Use this URL to cite or link to this record in EThOS: https://ethos.bl.uk/OrderDetails.do?uin=uk.bl.ethos.454538
Title: Interactions of methylenedioxyphenyl compounds with hepatic microsomes
Author: Elcombe, Clifford R.
ISNI:       0000 0001 3443 8607
Awarding Body: University of Surrey
Current Institution: University of Surrey
Date of Award: 1976
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Abstract:
The present work has investigated the diverse interactions of selected methylenedioxyphenyl compounds with hepatic components, both in vivo and in vitro. Many methylenedioxyphenyl compounds were found to be activated via the hepatic monooxygenase system, resulting in the formation of "active metabolites" capable of binding in a 1:1 ratio with the haem of cytochrome P-450. These methylenedioxyphenyl metabolite-cytochrome P-450 complexes were found to be very stable and could be formed both in vivo and in vitro. However, safrole or isosafrole metabolite-cytochrome P-450 complexes, generated in vivo, were found to be dissociated with relative ease in the presence of certain alternative Type I substrates of the mixed function oxygenase system. This time-dependent dissociation of the complexes was observed after their formation in vivo, but not in vitro. Safrole and isosafrole appeared to induce the formation of a novel haemoprotein of the cytochrome P-448 type. The spectral properties of the safrole- or isosafrole-induced haemoproteins were found to be similar to but not identical with those of cytochrome P-448. Isosafrole-related material was found to become bound to other hepatic cellular components in an apparently irreversible manner. Results obtained using a novel approach, utilizing isolated hepatocytes, were compared with those found in vivo and in vitro using microsomes. The data obtained indicated that the use of the isolated hepatocyte system is more reliable than the usual in vitro microsomal screen for covalent binding, which has many inherent pitfalls.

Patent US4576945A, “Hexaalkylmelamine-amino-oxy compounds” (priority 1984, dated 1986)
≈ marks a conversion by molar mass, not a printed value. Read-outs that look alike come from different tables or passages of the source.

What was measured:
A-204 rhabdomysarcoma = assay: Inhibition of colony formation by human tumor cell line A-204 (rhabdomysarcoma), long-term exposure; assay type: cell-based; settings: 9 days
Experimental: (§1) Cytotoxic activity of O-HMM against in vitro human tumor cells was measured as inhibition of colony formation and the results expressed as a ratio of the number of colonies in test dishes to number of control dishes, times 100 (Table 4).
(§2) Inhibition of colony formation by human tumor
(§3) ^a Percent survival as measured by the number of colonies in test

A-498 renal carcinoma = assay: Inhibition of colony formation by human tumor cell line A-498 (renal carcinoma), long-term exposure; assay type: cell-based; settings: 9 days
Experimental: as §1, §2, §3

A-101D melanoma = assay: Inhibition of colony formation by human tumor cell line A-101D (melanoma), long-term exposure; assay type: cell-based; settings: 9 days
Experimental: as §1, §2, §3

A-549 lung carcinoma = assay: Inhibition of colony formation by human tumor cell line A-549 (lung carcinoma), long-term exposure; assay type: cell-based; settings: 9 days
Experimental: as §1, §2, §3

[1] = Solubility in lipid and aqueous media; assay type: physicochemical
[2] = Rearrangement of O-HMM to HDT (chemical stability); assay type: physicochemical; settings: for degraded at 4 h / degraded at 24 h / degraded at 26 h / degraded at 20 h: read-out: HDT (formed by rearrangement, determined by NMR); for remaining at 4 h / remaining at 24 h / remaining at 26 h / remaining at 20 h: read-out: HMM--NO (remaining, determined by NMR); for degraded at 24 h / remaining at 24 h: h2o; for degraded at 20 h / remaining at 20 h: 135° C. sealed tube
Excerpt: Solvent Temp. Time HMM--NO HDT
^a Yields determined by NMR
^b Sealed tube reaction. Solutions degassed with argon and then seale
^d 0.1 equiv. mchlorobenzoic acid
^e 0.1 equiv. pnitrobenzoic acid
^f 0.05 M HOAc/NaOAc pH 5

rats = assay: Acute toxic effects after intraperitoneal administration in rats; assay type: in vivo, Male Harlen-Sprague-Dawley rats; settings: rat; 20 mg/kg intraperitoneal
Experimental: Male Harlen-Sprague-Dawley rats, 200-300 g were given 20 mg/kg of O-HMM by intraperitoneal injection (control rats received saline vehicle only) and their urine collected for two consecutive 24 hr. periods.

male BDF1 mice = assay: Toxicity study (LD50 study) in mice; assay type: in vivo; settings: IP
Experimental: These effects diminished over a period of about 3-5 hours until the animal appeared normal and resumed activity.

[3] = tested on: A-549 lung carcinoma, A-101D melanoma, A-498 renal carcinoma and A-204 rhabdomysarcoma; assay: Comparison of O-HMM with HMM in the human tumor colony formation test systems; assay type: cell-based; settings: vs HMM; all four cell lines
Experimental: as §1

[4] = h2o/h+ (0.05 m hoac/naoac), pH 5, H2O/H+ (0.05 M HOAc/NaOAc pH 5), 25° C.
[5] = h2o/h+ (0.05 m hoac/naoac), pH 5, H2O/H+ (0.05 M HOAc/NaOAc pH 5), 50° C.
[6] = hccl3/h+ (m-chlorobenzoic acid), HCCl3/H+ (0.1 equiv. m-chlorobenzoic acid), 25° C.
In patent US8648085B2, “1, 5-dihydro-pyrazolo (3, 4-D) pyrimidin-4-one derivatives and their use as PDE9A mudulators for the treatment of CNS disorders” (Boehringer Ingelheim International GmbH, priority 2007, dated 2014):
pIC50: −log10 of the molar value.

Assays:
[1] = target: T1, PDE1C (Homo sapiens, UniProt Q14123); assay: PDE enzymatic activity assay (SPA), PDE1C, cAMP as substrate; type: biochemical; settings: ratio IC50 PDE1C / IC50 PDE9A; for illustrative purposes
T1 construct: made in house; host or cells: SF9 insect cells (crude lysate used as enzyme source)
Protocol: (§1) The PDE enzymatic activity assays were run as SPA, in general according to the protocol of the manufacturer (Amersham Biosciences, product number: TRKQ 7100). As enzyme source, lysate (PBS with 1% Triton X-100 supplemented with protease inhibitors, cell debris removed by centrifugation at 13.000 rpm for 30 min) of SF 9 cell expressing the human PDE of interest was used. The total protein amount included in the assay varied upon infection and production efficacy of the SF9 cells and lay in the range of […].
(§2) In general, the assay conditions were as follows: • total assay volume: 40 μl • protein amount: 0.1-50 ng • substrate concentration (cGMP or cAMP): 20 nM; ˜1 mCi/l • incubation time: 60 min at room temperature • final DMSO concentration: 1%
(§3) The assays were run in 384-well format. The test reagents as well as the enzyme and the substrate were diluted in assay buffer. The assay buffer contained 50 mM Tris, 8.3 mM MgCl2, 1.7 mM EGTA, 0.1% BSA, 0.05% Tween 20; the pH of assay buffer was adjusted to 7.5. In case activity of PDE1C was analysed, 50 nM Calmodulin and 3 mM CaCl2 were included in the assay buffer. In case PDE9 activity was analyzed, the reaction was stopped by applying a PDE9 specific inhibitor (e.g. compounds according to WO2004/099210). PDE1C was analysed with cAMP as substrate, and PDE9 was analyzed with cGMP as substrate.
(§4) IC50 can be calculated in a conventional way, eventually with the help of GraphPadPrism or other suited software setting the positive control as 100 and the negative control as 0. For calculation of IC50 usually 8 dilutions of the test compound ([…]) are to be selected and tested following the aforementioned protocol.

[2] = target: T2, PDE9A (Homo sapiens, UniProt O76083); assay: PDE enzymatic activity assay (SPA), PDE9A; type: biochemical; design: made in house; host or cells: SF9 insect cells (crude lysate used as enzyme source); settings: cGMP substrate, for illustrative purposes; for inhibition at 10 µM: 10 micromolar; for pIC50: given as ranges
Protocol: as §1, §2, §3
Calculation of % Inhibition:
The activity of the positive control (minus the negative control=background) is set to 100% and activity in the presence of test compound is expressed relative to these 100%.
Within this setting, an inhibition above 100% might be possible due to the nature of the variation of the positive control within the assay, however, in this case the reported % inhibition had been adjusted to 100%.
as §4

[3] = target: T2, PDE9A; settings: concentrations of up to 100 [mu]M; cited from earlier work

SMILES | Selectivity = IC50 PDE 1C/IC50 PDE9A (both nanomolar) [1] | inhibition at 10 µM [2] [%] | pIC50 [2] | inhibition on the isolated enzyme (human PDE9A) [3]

Supervisor: Not available Sponsor: Not available
Qualification Name: Thesis (Ph.D.) Qualification Level: Doctoral
EThOS ID: uk.bl.ethos.454538  DOI: Not available
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